When the first trailer for Skyline debuted, it looked impressive as hell. Clearly, this was a film that knew how to stretch a dollar. Or ten million of them, to be more accurate. That’s to be expected, since they are veteran SFX artists who’ve worked on films like Avatar, Titanic, and 300. Unfortunately, the expertise of directors/brothers Colin and Greg Strause only goes so far as the special effects.
Skyline gets right to the point, opening up with mysterious blue lights coming out of the sky over Los Angeles. In a penthouse apartment, we watch as one guy wakes up, sees the light, pulls up the shade, and is drawn towards it until it seemingly pulls him in and he disappears. Sounds like a promising opening, right? And then the brothers Strause make a massive mistake and turn back the clock 15 hours so give us pointless, alien-free backstory on the occupants of the apartment. This is a huge mistake, as it not only takes the audience away from the much more interesting alien invasion and forces our attention instead on the dull human drama. We’re never really given a reason to care about a group of people who are never fully fleshed out as characters.
There’s our hero, Jarrod (Eric Balfour). He’s kind of bland; the closest thing he has to a personality trait is that he’s very devoted to his newly-pregnant girlfriend Elaine (Scottie Thompson). Being pregnant is the extent of her characterization, unless you count that she hates L.A. They’re in town for his best friend Terry’s birthday. Terry (Donald Faison) is a very successful visual FX artist, and probably a stand-in for the directors. His girlfriend Candice (Brittany Daniel) is kind of bitchy, and his assistant Denise (Crystal Reed) isn’t above sleeping with her boss. Collectively, there might be a personality among this group, but as individuals, they’re pretty blank. The only cast member who makes much of an impression is David Zayas (Dexter) as the building’s concierge. Unfortunately, he gets much less screen time than most of the others. This wouldn’t be a problem, except it’s a good half-hour between the opening and the time we get back to the alien invasion, and nearly all of it is spent waiting for the aliens to show up. Once they do, we still spend most of our time inside the apartment, watching way more interesting things happen outside.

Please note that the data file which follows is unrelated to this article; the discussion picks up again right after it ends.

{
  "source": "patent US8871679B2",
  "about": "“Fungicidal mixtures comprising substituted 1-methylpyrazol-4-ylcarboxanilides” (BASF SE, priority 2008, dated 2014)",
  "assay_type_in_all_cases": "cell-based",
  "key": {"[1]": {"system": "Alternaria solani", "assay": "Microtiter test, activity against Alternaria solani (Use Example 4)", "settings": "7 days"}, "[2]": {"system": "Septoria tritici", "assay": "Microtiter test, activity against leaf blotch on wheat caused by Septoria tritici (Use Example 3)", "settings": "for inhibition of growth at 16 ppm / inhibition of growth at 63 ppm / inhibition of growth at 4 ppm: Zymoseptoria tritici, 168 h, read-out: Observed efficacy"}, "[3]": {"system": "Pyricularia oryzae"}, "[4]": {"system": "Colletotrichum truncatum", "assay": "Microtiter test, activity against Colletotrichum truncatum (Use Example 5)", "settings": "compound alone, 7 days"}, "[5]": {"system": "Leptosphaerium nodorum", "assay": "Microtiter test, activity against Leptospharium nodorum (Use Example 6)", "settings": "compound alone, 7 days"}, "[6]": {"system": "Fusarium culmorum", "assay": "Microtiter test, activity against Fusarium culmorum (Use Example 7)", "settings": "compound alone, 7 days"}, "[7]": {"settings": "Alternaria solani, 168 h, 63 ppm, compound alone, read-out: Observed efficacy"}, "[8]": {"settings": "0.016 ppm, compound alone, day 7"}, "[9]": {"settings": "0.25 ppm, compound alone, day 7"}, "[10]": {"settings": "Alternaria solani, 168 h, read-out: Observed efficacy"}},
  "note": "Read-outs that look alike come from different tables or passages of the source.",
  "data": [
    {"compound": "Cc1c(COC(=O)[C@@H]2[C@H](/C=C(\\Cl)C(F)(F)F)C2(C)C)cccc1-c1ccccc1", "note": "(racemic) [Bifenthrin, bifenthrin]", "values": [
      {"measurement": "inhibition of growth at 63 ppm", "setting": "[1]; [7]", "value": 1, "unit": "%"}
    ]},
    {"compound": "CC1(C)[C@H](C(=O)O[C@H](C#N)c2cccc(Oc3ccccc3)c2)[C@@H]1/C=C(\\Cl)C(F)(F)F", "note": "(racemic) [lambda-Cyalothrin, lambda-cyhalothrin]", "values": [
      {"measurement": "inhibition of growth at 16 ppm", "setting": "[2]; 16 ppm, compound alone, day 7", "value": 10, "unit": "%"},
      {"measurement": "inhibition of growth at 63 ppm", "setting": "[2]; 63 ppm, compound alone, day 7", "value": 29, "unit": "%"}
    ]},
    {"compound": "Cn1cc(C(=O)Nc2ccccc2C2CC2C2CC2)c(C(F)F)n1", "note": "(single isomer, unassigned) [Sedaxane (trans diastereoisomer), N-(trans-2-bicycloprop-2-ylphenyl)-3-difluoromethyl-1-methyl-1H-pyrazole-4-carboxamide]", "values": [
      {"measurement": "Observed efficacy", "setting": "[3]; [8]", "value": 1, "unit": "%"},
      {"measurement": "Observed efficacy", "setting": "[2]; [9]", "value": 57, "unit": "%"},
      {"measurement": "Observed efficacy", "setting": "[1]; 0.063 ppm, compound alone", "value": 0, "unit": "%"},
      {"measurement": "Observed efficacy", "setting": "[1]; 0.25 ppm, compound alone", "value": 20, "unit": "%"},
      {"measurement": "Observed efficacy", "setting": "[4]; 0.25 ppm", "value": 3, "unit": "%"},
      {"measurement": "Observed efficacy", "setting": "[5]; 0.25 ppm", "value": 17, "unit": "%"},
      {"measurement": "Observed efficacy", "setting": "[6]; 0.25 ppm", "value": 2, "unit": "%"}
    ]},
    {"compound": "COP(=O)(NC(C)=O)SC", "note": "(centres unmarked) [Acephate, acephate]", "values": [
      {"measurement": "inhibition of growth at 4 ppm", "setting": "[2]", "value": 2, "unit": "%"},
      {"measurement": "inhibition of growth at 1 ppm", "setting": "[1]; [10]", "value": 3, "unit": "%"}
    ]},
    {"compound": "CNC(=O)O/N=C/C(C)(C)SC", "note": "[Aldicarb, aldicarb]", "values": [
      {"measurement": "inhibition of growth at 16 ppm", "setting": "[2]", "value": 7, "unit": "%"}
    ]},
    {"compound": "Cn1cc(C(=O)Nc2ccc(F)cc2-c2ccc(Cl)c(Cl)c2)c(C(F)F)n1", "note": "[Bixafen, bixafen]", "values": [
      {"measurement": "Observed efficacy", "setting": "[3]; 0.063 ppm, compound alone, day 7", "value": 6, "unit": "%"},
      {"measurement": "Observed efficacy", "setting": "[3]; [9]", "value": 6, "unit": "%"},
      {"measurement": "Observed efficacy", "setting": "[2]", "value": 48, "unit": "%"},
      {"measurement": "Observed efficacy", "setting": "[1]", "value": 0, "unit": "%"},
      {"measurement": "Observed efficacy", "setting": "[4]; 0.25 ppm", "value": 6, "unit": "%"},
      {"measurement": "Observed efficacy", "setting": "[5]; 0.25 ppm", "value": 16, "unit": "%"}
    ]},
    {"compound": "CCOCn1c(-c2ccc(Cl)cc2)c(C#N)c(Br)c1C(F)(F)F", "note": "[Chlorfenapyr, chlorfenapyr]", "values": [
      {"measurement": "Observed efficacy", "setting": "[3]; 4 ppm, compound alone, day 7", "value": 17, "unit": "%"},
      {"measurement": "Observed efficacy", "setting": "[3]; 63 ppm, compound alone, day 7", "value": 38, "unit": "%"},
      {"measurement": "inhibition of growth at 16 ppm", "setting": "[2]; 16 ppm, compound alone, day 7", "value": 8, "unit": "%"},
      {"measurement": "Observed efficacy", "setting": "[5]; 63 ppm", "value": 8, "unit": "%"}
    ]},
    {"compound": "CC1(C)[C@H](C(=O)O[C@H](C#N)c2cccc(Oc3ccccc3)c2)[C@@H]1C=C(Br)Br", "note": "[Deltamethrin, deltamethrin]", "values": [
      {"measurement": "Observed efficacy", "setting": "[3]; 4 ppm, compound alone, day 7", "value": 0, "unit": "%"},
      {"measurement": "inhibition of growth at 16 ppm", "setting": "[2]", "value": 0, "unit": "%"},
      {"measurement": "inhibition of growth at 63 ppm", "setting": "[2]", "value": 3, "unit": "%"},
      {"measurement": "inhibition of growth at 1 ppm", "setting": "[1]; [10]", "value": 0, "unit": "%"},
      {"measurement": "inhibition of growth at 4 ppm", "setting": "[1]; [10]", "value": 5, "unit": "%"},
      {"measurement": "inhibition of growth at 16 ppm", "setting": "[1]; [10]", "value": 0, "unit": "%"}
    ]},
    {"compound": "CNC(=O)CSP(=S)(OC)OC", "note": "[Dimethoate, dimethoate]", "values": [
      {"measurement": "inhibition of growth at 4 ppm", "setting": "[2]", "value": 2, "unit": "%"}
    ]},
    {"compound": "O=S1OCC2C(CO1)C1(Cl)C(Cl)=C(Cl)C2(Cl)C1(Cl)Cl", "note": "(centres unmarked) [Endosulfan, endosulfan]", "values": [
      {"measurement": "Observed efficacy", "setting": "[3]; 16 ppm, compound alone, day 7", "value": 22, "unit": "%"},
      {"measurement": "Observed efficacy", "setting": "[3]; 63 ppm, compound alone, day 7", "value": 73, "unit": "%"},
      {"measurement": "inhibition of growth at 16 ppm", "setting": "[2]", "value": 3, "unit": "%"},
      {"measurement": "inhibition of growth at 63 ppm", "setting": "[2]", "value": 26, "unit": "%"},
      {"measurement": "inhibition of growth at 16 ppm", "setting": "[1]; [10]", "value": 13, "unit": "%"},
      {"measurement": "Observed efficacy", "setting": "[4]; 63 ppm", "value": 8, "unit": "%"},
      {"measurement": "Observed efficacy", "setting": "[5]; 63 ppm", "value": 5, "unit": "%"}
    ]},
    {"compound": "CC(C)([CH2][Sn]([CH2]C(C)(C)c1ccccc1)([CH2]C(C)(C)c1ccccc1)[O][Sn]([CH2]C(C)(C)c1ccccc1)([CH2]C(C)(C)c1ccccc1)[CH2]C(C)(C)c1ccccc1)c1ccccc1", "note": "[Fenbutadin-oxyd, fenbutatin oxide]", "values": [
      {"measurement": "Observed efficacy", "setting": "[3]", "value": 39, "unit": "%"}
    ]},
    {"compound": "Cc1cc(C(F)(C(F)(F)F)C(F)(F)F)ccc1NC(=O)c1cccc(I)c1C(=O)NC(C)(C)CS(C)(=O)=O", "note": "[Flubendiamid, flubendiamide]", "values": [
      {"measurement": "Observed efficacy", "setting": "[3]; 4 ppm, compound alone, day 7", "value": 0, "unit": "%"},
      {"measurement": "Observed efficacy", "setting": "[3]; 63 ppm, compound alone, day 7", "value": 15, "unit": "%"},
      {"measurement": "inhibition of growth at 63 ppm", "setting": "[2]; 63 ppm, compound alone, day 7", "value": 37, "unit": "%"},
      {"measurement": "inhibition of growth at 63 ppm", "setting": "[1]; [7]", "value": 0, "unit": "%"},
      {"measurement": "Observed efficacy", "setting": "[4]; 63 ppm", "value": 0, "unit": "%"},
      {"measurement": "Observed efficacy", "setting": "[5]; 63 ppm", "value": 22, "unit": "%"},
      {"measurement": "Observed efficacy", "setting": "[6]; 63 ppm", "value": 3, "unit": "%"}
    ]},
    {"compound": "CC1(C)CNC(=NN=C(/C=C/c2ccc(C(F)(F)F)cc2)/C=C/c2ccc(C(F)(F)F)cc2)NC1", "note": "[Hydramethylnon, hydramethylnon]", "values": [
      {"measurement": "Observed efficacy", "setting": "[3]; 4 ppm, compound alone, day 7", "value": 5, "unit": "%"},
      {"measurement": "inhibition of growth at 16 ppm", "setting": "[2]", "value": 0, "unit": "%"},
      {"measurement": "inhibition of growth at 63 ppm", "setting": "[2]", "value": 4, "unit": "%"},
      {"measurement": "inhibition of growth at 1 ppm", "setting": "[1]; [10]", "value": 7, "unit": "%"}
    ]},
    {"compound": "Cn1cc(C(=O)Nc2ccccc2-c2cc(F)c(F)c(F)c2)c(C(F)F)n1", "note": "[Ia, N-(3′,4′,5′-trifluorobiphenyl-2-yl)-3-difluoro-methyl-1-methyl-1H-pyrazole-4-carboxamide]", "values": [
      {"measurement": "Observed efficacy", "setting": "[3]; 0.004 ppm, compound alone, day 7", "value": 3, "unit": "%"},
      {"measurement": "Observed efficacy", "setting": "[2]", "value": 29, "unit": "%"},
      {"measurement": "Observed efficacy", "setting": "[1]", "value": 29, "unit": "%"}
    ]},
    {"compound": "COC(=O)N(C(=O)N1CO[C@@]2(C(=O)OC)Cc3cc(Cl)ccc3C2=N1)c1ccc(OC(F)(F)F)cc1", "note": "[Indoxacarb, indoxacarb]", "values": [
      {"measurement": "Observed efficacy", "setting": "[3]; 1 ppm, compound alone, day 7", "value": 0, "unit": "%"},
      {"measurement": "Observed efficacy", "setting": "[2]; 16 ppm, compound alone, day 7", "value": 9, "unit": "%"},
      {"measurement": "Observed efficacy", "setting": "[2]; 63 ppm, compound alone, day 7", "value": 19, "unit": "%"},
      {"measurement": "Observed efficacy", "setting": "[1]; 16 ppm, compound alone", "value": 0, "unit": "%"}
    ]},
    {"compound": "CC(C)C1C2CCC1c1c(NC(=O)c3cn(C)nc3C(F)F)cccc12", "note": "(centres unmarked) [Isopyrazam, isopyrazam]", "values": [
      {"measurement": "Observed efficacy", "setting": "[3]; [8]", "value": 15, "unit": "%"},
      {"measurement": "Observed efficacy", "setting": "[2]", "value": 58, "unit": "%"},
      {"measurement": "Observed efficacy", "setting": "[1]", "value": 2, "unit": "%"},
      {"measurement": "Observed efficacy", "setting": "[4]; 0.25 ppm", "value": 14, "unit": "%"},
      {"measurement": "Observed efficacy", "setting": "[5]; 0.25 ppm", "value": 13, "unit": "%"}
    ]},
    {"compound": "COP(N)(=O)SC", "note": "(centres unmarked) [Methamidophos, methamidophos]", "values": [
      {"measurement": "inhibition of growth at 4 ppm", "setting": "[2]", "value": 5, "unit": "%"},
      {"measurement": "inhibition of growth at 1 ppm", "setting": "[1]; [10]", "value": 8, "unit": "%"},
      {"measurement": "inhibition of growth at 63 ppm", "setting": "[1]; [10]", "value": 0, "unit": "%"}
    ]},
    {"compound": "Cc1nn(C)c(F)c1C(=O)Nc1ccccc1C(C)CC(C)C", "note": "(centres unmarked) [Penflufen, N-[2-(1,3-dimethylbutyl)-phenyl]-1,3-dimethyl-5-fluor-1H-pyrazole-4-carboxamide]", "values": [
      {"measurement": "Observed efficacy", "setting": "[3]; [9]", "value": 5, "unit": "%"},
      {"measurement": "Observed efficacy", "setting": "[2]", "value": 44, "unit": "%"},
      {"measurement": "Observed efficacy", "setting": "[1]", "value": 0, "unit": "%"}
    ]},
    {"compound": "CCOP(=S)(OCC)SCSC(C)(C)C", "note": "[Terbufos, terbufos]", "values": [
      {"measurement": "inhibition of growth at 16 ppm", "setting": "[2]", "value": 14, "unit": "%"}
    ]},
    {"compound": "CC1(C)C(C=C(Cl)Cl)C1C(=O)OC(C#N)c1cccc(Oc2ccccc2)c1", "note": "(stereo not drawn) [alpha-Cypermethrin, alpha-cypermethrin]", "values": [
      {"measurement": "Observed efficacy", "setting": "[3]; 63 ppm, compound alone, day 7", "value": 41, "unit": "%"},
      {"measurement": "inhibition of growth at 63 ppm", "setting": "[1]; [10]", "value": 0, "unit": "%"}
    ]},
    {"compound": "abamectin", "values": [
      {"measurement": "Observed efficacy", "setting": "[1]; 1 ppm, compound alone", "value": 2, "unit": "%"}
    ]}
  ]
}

Skyline is partly handicapped by its limited budget. Although the budget doesn’t mean that the special effects are lacking, it does force the film to adopt a smaller scope than the invasion deserves. Most of the Earth’s population is abducted either through the blue lights at the beginning, or vacuumed up en masse by the alien ships when they land. Something like 99% of the people (or at least those in cities) are taken, but aside from a couple of quick shots late in the film, we don’t get to experience the creepy emptiness of a major city seemingly abandoned. Instead, we get to watch a group of people watch the invasion through a telescope.
That’s not to say that I didn’t enjoy parts of Skyline. As I said, the special effects are great, and it presents a unique view of an alien invasion. I like the idea of humans being mass-abducted like this, as opposed to most alien invasion movies where the aliens pretty much destroy everything upon their arrival. The aliens have a pretty cool look to them as well, with multiple types being seen. Most impressive is the massive one that stands several stories tall. They can easily crush cars beneath them, nimbly jump across city blocks, and even have some sort of tentacle they shoot out to pull in people. And I do have a certain appreciation for a movie in which mankind is completely screwed during a fight for their survival. Or are we? The weird ending raises a lot of questions, but it seems that we’re supposed to wait for the sequel to find out the answers. That’s the most frustrating thing about this movie: in the end, it feels just as empty and hollow as anything Roland Emmerich or Michael Bay would do for 10 times as much money.